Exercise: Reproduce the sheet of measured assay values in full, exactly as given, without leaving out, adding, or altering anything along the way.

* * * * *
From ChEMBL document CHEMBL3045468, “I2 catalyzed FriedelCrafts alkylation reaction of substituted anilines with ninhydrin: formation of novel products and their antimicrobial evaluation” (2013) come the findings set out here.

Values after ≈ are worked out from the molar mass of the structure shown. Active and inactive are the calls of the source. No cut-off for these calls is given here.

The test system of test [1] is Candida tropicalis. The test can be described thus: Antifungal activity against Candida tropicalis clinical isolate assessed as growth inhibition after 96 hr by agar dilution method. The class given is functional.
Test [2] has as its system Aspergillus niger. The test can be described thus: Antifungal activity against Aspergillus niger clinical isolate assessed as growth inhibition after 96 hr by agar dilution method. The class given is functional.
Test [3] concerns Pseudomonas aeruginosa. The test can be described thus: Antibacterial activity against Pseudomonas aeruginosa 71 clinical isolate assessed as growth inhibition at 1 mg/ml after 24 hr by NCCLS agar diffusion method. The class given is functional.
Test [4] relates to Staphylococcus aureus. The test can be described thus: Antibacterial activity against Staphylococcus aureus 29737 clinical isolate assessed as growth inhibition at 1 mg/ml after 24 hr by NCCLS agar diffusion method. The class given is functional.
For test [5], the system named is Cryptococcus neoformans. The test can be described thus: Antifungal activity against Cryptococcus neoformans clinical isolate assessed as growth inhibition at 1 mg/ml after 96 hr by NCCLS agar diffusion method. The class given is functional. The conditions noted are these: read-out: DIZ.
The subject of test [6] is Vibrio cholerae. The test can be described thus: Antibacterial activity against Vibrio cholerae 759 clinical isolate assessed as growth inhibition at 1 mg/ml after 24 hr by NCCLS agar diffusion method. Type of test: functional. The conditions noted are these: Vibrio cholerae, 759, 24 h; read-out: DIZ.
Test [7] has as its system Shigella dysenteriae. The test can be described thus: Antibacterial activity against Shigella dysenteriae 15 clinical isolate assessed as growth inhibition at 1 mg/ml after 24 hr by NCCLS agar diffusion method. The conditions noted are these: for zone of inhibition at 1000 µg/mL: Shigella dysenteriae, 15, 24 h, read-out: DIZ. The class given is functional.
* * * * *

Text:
From ChEMBL document CHEMBL3045468, “I2 catalyzed FriedelCrafts alkylation reaction of substituted anilines with ninhydrin: formation of novel products and their antimicrobial evaluation” (2013) come the findings set out here.

Values after ≈ are worked out from the molar mass of the structure shown. Active and inactive are the calls of the source. No cut-off for these calls is given here.

The test system of test [1] is Candida tropicalis. The test can be described thus: Antifungal activity against Candida tropicalis clinical isolate assessed as growth inhibition after 96 hr by agar dilution method. The class given is functional.
Test [2] has as its system Aspergillus niger. The test can be described thus: Antifungal activity against Aspergillus niger clinical isolate assessed as growth inhibition after 96 hr by agar dilution method. The class given is functional.
Test [3] concerns Pseudomonas aeruginosa. The test can be described thus: Antibacterial activity against Pseudomonas aeruginosa 71 clinical isolate assessed as growth inhibition at 1 mg/ml after 24 hr by NCCLS agar diffusion method. The class given is functional.
Test [4] relates to Staphylococcus aureus. The test can be described thus: Antibacterial activity against Staphylococcus aureus 29737 clinical isolate assessed as growth inhibition at 1 mg/ml after 24 hr by NCCLS agar diffusion method. The class given is functional.
For test [5], the system named is Cryptococcus neoformans. The test can be described thus: Antifungal activity against Cryptococcus neoformans clinical isolate assessed as growth inhibition at 1 mg/ml after 96 hr by NCCLS agar diffusion method. The class given is functional. The conditions noted are these: read-out: DIZ.
The subject of test [6] is Vibrio cholerae. The test can be described thus: Antibacterial activity against Vibrio cholerae 759 clinical isolate assessed as growth inhibition at 1 mg/ml after 24 hr by NCCLS agar diffusion method. Type of test: functional. The conditions noted are these: Vibrio cholerae, 759, 24 h; read-out: DIZ.
Test [7] has as its system Shigella dysenteriae. The test can be described thus: Antibacterial activity against Shigella dysenteriae 15 clinical isolate assessed as growth inhibition at 1 mg/ml after 24 hr by NCCLS agar diffusion method. The conditions noted are these: for zone of inhibition at 1000 µg/mL: Shigella dysenteriae, 15, 24 h, read-out: DIZ. The class given is functional.